China / Cover Story

Fantasy history is a novel idea

By Xu Junqian (China Daily) Updated: 2012-04-05 07:36

Time travel to ancient dynasties gives readers a sense of escape, reports Xu Junqian in Shanghai.

By day, Liu Wen is just one of the millions of women office workers in this bustling city, spending eight hours, five days a week, curled up in her stifling cubicle typing and making phone calls.

But when darkness falls, back in front of a meter-long desk and pink-shelled laptop in her cramped bedroom, the 26-year-old recruitment consultant enters a world of fantasy where she becomes a charming princess living in a vast expanse of desert during the Yuan Dynasty (1271-1368).

"Too many people have written about traveling back to the Qing Dynasty (1644-1911). It's become a cliche to have a love affair with an a ge," (a prince in Manchu, the language used by aristocracy in those times), said Liu, who, for the past five months, has been burning the midnight oil writing a novel that is read online by no more than a few hundred devotees.

"I was never a good writer, I kind of hated writing back in school. But the lure of indulging yourself in a remote past where you know your life could be radically different is irresistible", as she put it, characterizing herself as a beautiful, smart, and courageous princess who is courted by a legion of generals and princes in her novel, Bud on the Desert.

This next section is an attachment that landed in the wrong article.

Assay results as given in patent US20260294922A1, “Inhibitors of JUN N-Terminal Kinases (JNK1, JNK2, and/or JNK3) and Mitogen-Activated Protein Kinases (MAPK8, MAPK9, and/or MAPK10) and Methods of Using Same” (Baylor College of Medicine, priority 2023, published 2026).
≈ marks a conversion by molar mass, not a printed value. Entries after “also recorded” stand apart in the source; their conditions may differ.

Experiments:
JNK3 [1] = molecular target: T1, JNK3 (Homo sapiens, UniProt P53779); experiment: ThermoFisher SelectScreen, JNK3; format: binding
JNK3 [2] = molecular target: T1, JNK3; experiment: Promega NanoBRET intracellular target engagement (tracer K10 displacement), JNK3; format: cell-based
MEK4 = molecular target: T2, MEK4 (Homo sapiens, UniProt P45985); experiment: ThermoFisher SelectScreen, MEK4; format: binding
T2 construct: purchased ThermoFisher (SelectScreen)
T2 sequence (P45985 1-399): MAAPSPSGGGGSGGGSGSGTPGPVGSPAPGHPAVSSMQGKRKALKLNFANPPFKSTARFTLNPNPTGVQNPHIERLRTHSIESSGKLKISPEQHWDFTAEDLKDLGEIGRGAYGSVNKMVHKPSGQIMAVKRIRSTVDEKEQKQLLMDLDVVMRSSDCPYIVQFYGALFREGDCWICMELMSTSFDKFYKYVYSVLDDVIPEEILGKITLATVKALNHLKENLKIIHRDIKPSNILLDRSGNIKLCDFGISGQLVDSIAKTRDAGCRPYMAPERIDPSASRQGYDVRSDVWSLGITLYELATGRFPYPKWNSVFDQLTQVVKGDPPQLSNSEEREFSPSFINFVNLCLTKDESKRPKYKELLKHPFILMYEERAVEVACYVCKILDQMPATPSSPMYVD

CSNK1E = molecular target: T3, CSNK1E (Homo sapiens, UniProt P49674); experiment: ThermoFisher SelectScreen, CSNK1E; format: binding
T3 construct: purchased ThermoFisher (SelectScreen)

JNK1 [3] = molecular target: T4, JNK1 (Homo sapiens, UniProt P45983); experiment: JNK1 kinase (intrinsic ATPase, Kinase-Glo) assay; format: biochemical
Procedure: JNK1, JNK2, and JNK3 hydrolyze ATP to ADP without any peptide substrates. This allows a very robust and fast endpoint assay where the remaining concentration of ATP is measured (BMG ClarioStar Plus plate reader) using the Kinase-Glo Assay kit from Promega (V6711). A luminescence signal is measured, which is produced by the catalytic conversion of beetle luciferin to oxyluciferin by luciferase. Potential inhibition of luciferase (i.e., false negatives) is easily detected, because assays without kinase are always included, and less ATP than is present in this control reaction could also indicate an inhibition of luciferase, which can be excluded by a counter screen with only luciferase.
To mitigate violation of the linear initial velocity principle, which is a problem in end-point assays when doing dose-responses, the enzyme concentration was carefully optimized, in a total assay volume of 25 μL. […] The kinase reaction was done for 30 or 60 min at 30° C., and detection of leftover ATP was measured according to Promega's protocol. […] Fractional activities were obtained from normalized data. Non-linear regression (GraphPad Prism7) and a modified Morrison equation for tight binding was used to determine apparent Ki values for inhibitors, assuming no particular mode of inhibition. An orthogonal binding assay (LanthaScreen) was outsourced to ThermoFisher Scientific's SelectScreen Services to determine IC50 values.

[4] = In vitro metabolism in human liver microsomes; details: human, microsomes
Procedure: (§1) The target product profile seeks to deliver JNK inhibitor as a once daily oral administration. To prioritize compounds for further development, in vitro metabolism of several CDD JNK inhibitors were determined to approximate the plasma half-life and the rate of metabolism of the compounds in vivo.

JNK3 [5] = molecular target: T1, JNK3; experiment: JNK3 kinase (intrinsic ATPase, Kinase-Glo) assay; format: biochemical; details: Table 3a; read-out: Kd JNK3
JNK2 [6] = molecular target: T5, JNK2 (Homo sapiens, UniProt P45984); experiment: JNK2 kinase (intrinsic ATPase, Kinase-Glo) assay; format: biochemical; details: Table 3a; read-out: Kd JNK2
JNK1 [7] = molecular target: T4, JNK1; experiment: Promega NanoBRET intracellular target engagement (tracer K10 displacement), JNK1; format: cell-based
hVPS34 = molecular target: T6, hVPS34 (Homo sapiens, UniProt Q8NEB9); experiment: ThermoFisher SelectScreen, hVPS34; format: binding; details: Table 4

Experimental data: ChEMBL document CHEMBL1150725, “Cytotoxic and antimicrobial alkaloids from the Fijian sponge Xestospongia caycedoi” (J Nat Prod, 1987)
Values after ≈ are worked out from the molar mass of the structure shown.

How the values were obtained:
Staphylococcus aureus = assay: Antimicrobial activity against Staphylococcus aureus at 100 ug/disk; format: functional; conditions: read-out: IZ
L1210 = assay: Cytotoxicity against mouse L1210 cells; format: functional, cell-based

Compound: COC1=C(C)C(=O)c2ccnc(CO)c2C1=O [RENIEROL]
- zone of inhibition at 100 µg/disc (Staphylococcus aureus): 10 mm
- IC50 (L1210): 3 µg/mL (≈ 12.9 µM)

Although time travel has been a common plot device employed by all genres in fiction and film across the globe for decades, the success of two time travel TV series in 2011, Palace and Startling by Each Step, both centered on a romance between a Qing Dynasty prince and a modern-day female office worker who is transported back through the ages - often via an accident, an electric shock, or even, in one extreme case, by falling down a well - has sparked a nationwide upsurge of interest.

A report jointly compiled by eight Chinese video portal websites discovered that by the end of 2011, the 35 episodes of Startling by Each Step had garnered 2.6 billion "click to watch" hits, topping the year's online ratings, while Palace was among the 10 most-watched online series.

The majority of the interest, however, developed after the TV productions, prompting any number of writers to produce love stories featuring themselves as the main protagonist, mostly as desperate urban female workers who undertake torrid affairs with devastatingly handsome, powerful and sentimental princes from long-gone ages.

Fantasy history is a novel idea

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